Posted on 2006/01/15 14:25:29 (January 2006).
[Sunday 15th January]
Headed out in the afternoon to go over to Shimo-Kitazawa, a district of Tokyo not too far from where we live. Chie had been told there were lots of little furniture shops etc there, and we might be able to pick up a few bits of pieces for our still somewhat bare looking flat.
We met with relative success - found a shop selling some acceptable stools, and even a decent dining table. Although eventually we hesitated on the table, we did at least get the stools. There is a little counter bit between our kitchen and the main living space, and the stools turn it into a kind of little bar area, which is great. Envigorated by the prospect of not having to eat on the floor for once, I put a fair amount of effort into dinner for a change - made a sort of stew thing, I guess you might call it a vegetarian version of Boeuf Borgignon. Although I say so myself it was rather nice.
I know exactly what you need in your flat! ................... a Chesterfield!!! That and a glass of whisky are the ideal compagnons to read (or watch) Sherlock Holmes!
Posted by Sheri at 2006/01/15 15:14:48.
Mmmm suonds nice the Borgingnon, I am a great fan of that dish... I am waiting to see your home when I come to Japan! :)
Posted by Lox at 2006/01/15 17:10:57.
thank goodness for that john, from the subject heading i was a little concerned for a moment :)
Posted by kev at 2006/01/15 18:16:04.
john, finally, your own home whisky bar! All you need now is to rebuild your stock of single malts.
Posted by kev at 2006/01/15 18:43:14.
Yes Sheri, the notion of recreating the interior of 221b Baker Street is immensely appealing to me... However, I doubt Chie would be quite so easily won over by its Victorian charms (especially considering how much it would cost!).
Posted by John at 2006/01/16 04:19:50.
Lox - I may put the recipe on the wiki at some point, although I would like to work out how I am supposed to spell Borginon / Borgignon / Borgingon / Bourginon / whatever first!
Posted by John at 2006/01/16 04:20:57.
Kev: Yes I would be lying if I tried to deny that I'd also had a little chuckle at the title after I wrote it, however, that only served to make me more convinced it was the right one!
Oh and thank you heartily for your recommendation to rebuild my collection - now any complaints from Chie concerning spending in this area can be deftly handled with "Well, Kev said...".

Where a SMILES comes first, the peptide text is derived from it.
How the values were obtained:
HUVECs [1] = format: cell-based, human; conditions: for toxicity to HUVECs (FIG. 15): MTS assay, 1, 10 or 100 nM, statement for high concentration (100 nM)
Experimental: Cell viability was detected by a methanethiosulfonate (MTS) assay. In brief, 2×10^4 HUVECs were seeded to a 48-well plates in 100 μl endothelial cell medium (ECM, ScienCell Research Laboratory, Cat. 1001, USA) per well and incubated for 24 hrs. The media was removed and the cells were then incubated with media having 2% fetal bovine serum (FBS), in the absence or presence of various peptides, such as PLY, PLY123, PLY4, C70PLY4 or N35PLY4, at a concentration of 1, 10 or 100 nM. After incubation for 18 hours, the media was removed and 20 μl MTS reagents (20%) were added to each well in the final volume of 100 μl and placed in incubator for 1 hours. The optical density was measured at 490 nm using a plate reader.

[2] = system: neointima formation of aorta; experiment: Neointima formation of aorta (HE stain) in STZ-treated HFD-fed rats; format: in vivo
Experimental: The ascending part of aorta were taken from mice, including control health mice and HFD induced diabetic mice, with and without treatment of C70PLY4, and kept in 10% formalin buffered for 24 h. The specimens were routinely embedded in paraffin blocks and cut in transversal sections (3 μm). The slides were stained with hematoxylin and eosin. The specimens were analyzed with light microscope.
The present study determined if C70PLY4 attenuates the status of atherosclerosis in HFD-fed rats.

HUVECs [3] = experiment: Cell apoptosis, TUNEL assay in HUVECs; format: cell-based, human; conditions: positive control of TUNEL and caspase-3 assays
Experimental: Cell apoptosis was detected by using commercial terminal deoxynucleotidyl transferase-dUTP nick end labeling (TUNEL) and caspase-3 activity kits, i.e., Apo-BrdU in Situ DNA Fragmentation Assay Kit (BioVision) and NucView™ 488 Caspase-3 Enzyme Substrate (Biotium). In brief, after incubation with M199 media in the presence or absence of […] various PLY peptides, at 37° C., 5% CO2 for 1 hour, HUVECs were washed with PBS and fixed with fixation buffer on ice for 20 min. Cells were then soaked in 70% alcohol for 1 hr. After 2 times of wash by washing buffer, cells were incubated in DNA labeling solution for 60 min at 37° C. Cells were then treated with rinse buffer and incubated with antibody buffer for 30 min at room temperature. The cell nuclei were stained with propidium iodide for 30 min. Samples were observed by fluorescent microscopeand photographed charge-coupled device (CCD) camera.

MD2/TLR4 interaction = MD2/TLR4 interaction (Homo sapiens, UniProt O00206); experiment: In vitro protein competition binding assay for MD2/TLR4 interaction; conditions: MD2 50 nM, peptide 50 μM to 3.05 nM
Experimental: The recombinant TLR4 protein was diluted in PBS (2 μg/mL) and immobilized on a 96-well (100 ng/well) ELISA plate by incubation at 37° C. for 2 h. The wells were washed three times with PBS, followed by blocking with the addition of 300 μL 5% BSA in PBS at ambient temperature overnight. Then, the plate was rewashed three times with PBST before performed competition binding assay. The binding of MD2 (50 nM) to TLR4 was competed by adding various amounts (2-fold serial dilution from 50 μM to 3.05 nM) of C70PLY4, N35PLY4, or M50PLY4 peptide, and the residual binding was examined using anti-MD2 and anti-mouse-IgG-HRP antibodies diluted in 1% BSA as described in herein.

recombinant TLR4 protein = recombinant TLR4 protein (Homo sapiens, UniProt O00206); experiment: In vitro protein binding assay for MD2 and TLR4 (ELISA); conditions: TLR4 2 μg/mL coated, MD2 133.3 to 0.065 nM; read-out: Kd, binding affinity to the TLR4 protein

Posted by John at 2006/01/16 04:23:57.
Bourguignon (Boeuf Bourguignon)
Posted by Sheri at 2006/01/16 07:19:51.
Yes good idea, the recipe on the wiki! I have left it untouched for quite some time, but having said that I haven't been able to cook anything for ages... :P
Now that we know how to spell it put it on and I'll give it a try!!
Posted by Lox at 2006/01/16 24:50:18.
Pas de viande, plus subtile, plus precis.
Posted by Maman at 2006/01/17 10:41:11.
Very true Maman. It puts me in mind of "L'homme c'est rien, l'oeuvre c'est tout", as apparently Gustave Flaubert wrote to George Sand.
Posted by John at 2006/01/17 14:15:35.
Care to translate the last French bit?
Posted by Lox at 2006/01/17 14:22:47.
Ah but as a singular "Man" I have only this one viewpoint to view the world through and believe that although I may be "Nothing" I am, in fact, absolutely everything and you're all figments of my fevered imagination!! Ha-haaaaaaaa (Maniacal laugh!!)
Er, sorry about that.... Still need a good, strong cup of coffee!!! I'll be fine... honest ... :))
Posted by Nigel at 2006/01/18 09:57:10.
Lox - I think it is supposed to mean something like "the man is nothing, his work is everything", meaning I suppose that we are only measured by our achievements. I believe the version I put there is actually changed a bit from the proper quote (I got it out of a Sherlock Holmes story!).
Anyway, can't you read French Loxy, it's just Italian with less vowels on the end?
Allow me to "translate" it into Italian for you:
Il homma e riene, il ouvra e tutti.
Posted by John at 2006/01/18 24:16:58.
Oh dear, poor old Lorenzo! I apologise for the appalling manners of my son. Especailly as I remember my first meeting of you, when your English was absolutely faultless and I could not believe you hadn't learnt it from birth.
Posted by Mum at 2006/01/18 14:16:33.